Recreational Literary Endeavors

seitora

Well-Known Member
I recently realised that for all that I supposedly love science-fiction, I have apparently read almost no hard science fiction in my life, outside of the Foundation series, and not even that much soft science fiction outside of Star Wars. Now trying to catch up and read some things.

I read Sundiver, the first book in the Uplift series. I guess this one is actually a little divorced from the timeline of the rest of the series, basically showing the very basic beginnings of the new era humanity finds itself in? The writing style in this book seems really strange. It's more than just the stereotype of hard science fiction presenting cool ideas but having a relatively lacklustre story proper. A lot of terms and background events are thrown at the reader without ever really trying to elucidate on it, outside of a few repeat mentions to give ever slightly more context. The writing itself seems flighty, sometimes having scenes that are literally only a half a page long before skipping over to another point of view. There's a weird crescendo and rising action for a false climax about two thirds of the way through the book, and it struggles to build up after to the real climax. There's innuendo, both sexual and otherwise, that feels strangely sanitised. More amusingly, the story is actually a mystery novel wrapped up in a science fiction shell.

My library offered this as a digital read, so that's what I used, otherwise it would take weeks to get a physical copy. I feel like I should have, since apparently the book would have had a map of the in-story starship about half the book takes place on, which would give a better read on a lot of the scenes. Also, this may be the first book I've read in...maybe ever, where I absolutely struggled to visualise the scene descriptions. A lot of that was descriptions of the sun surface, trying to describe filaments and spicules in ways that never really clicked.

Anyways, I'll still give the next book a rise, since that's apparently the proper start of the series.
 

PCHeintz72

The Sentient Fanfic Search Engine mk II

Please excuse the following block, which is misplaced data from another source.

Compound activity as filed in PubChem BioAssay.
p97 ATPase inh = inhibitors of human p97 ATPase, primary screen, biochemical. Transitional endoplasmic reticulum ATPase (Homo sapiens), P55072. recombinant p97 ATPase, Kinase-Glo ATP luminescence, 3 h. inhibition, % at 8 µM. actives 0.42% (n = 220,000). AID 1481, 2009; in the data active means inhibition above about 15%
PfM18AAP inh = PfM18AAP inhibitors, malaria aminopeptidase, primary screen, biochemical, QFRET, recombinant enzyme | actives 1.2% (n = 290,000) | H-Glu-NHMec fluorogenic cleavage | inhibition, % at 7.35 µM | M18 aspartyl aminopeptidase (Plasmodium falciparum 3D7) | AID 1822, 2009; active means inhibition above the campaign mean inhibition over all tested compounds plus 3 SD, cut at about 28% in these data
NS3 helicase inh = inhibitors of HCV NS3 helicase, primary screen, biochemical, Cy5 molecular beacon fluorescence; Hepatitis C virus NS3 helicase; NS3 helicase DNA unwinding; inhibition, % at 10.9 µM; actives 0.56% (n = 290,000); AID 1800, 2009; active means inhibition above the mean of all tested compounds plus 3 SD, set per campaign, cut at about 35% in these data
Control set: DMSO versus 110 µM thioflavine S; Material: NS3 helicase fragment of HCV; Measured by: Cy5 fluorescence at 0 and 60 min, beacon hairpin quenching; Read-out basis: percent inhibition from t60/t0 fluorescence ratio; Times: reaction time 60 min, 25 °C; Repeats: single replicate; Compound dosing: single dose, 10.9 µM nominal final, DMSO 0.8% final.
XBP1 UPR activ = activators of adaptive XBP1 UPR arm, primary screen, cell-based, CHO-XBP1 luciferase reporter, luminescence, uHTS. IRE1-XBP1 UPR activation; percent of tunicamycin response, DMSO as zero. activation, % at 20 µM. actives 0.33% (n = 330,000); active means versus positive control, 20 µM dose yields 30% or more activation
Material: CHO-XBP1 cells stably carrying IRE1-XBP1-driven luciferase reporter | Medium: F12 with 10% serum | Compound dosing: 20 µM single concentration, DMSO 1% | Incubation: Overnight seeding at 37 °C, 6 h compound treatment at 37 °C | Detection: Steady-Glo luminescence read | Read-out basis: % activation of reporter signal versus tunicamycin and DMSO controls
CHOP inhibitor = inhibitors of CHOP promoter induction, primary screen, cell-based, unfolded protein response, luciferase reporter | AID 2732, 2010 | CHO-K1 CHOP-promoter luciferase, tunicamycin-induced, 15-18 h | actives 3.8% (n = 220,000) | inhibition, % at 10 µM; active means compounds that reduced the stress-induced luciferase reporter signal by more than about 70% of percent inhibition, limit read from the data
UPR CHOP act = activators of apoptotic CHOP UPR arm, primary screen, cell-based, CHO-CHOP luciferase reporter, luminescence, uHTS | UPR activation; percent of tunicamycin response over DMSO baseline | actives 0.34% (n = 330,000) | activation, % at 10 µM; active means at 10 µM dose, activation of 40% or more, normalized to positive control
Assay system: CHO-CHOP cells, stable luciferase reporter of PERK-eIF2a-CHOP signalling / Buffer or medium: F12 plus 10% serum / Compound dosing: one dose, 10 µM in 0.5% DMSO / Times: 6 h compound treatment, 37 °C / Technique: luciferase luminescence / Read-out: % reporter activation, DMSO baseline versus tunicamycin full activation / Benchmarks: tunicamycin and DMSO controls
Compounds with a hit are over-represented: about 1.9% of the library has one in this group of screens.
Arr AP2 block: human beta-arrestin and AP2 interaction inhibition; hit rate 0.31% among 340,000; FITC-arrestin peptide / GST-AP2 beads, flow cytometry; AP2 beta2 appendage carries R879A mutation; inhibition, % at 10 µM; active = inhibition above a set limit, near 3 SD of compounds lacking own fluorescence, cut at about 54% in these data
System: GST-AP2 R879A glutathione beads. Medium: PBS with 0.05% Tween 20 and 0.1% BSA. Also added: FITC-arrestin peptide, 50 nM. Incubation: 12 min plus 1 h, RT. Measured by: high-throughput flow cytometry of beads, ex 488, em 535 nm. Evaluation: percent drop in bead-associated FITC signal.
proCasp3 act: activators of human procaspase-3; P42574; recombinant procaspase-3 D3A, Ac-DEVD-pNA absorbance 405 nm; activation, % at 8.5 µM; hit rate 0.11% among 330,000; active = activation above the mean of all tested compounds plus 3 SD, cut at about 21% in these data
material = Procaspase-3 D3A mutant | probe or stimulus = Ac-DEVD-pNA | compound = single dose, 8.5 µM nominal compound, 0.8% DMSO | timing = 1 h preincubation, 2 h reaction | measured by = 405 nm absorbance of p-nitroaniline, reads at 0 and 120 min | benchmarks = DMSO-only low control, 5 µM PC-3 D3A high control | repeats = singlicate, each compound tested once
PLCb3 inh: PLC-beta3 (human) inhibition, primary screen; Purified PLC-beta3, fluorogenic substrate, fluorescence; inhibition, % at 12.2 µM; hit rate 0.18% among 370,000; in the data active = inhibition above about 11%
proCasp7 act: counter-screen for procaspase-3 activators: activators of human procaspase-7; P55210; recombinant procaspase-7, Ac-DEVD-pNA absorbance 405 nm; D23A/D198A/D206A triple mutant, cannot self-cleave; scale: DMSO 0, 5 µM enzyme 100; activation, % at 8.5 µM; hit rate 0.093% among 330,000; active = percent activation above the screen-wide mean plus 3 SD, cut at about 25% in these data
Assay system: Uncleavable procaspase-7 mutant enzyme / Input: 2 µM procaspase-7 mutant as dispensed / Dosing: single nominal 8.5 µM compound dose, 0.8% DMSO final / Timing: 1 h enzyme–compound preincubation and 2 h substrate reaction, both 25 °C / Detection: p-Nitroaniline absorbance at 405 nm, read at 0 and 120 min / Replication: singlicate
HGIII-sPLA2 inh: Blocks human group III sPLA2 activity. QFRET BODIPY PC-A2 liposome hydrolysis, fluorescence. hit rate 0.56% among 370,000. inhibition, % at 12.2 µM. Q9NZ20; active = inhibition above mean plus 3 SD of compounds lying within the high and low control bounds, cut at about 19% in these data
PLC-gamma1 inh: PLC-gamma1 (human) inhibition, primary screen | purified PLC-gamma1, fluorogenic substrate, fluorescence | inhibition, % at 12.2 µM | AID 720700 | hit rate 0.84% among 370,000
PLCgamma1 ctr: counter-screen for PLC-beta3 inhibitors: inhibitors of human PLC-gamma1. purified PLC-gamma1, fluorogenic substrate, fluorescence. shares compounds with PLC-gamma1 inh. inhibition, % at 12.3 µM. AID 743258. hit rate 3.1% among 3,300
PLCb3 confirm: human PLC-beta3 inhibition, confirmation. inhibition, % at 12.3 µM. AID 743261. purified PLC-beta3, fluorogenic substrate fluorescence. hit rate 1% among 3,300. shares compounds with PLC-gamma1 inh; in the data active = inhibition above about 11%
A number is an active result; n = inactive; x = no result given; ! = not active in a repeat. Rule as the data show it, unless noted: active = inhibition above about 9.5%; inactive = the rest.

Hmmm... How are you defining HARD vs. SOFT Science Fiction, meaning just where are you drawing that line in the sand between the two...

I've read Jerry Pournelle, Larry Niven, and others like Douglas Adams... I quite liked things like Mote in Gods Eye and the Ringworld saga, Hitchhikers Guide and Dirk Gentley Sagas despite their age.

- I've read literally hundreds of Star Trek, dozens of Babylon 5, a number of older Star Wars expanded universe novels.

- I've read literally a few dozen Star Trek tech manuals and even a couple tech manuals for Babylon 5.

- I've read some old Harlequin Super romance, which includes some sci-fi and mystery, even though it centers on romance.
 

da_fox2279

California Crackpot
To be honest, I couldn't get into hard scifi. I tried Asimov's Foundation series, and found it just too dense for me.
 

da_fox2279

California Crackpot
Thanks, I'll give them a look.
 

seitora

Well-Known Member
Hmmm... How are you defining HARD vs. SOFT Science Fiction, meaning just where are you drawing that line in the sand between the two...
I don't quite go with the nominal hard vs soft definition where they divide it up into hard sciences versus social sciences. To me, 'hard' science fiction would be anything where the plot or setting relies on futuristic technology and/or scientific concepts to drive the plot, or at least substantially alter how society is formed. Whereas 'soft' science fiction would basically be a story that could potentially be set in modern day Earth or the past, but is instead set in the future, in space.

Star Wars would be almost 100% soft science fiction by that standard.

Hitchhiker's Guide to the Galaxy would be also mostly soft science. It uses some scientific devices such as the Infinite Improbability Drive or concepts like the Total Perspective Vortex to drive absurdist comedy, but itself doesn't drive the plot or the setting.

Ender's Game would straddle that line. It's essentially a bloody boarding school followed by a counterattack war against invaders, but global resource scarcity and the overhanging threat of another potential alien invasion drive a subtle change in the setting's society and politics, and the zero-g battle school drives over half the plot of the book.

Foundation series I would classify as being hard science by my above standard. Psychohistory alone drives the very core of the series.
 

PCHeintz72

The Sentient Fanfic Search Engine mk II
Hmmm... I was envisioning it being split more along the lines of just how much science a storyline relies on in the plot, vs. instead just relying on characterization and glossing over of the science fiction portion.

By *that*, I would think Star Wars, B5, and Battlestar Galactica would be soft, Star Trek would be borderline depending on the individual episode or book, and stories like those by Larry Niven or Jerry Pournelle would be hard.
 
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